I haven’t been able to write of late. I type and delete and type again and delete again. I’m not sure it’s writers block – I know what I want to write about – it’s just that the writing feels bad. I’m trying to recycle a bunch of old essays, using old materials, old ideas. My writing feels clunky and forced, as if I’m dragging my feet through mud. (I have a sudden insight as I write this blog post that maybe that’s also part of the problem. Maybe I need to throw it all out and start anew. Maybe I need to metaphorically kill myself as well as my darlings so I can move on).
The subject isn’t helping either. It could be so fantastically interesting but only if I succeed in touching the perfect notes, which, needless to say, I am currently not (can you hear my falsetto mingling with tears of frustration?). The subject is so deeply personal and potentially controversial that it feels unattractive right now even for me. I too want to escape from reality, just like the rest of the world. The deeply personal and potentially controversial experience was originally going to be used in a work of fiction, but I was not enamoured with it. Not one bit. After a conversation with a friend over coffee (just in time before the lockdown no. 2), I decided to flip it and turn it into a memoir (after all, that’s supposed to be my speciality, right?). About a week in, I managed to bore myself to death (despite the deeply personal and potentially controversial element).
Trying to get into the flow and to keep my frustration in check, I’m writing my ‘morning pages’ religiously. I even started making these writing mantra cards with encouraging statement that say things like ‘You are exactly where you need to be,’, ‘Trust the process’, or ‘It’s not your job to criticise the work, your job is to do the work.’ Nothing seems to work.
But a true writer is open to synchronicity and when two different articles on the subject of tarot reach me (one via email, and the other one via the We Transfer website – did you know they have a selection of interesting articles to read while you wait for your files to upload?), I decide to follow through. (After all, curiosity leads to inspiration, as Elizabeth Gilbert says). My friend Elena and I used to read our fortune in tarot when we were students, so I have a vague idea of the meanings for the major arcanas. I don’t own a deck but I do a quick google search and find plenty of websites where one can shuffle and pick cards online. I’m starting to get repeat cards. The Hermit and Temperance keep showing up. The Hermit is about isolation (COVD19-related perhaps?), spiritual pursuits, and introspection, while Temperance is, well, it does what is says on the tin: keeping balance, ying and yang, that sort of thing. So maybe my only duty right now is to stay grounded and introspective? Easier said than done, when I’m desperate to write. (Write every day, they say. I personally think that’s bullshit! Nobody can write every day unless they have at least some vague idea what drives them to write. I also know from personal experience that forcing yourself to excrete some very bad writing just for the sake of writing every day can be even more damaging that not writing at all – you’re better off letting your mind enjoy some other activity – but that doesn’t spare me from feeling guilty anyway.)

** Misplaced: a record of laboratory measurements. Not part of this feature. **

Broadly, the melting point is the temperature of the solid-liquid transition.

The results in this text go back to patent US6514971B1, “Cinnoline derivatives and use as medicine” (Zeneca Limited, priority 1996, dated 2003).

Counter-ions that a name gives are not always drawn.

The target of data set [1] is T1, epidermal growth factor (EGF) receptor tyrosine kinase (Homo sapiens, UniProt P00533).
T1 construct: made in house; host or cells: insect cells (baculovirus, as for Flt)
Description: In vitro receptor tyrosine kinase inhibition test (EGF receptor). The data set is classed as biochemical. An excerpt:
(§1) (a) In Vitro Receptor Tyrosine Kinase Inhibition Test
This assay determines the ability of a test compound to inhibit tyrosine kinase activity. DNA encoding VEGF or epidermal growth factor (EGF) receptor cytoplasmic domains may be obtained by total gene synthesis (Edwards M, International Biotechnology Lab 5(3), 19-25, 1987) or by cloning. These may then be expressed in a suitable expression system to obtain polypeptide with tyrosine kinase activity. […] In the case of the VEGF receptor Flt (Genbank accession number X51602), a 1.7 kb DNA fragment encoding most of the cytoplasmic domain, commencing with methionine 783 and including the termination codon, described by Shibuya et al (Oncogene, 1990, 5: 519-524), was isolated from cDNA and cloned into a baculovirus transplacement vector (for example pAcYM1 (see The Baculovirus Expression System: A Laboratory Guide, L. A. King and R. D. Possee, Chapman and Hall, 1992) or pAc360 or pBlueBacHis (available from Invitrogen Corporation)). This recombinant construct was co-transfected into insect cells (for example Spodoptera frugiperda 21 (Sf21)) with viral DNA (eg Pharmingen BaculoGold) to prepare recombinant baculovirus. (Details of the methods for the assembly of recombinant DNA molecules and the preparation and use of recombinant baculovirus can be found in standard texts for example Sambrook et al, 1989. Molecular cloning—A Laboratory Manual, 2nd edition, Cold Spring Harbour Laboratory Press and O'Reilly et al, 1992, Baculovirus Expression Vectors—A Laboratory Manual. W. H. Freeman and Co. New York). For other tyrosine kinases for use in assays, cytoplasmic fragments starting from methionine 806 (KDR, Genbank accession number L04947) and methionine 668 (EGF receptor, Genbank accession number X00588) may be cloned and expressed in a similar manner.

I do not feel like I’m making progress and this may be because of Mercury and Mars retrograding together for the first time in donkey’s years (I hope you noticed the subtle transition I made into astrology here).
Dipping further into the occult online world of tarot readers, I realise that I’m feeling pulled towards fantastical stories. I am attracted to myths, magic and the supernatural (I have compiled a list of best magical realism books of all times and I’m going to indulge in them). The need to escape reality is so poignant these days, magic feels like necessity. Will Donald Trump win the US elections, I ask myself, as I draw another card: Justice. ‘The Justice card means that an imbalance will be righted, a bad situation made good, a crooked road made straight.’ For a fleeting moment, I feel better.
‘So here’s my weird bit of advice’, says Elizabeth Gilbert. ‘If you’ve lost your life’s true passion (or if you’re struggling desperately to find passion in the first place), don’t sweat it. Back off for a while. But don’t go idle, either. Just try something different, something you don’t care about so much. Why not try following mere curiosity, with its humble, roundabout magic? At the very least, it will keep you pleasantly distracted while life sorts itself out. At the very most, your curiosity may surprise you. Before you even realize what’s happening, it may have led you safely all the way home.’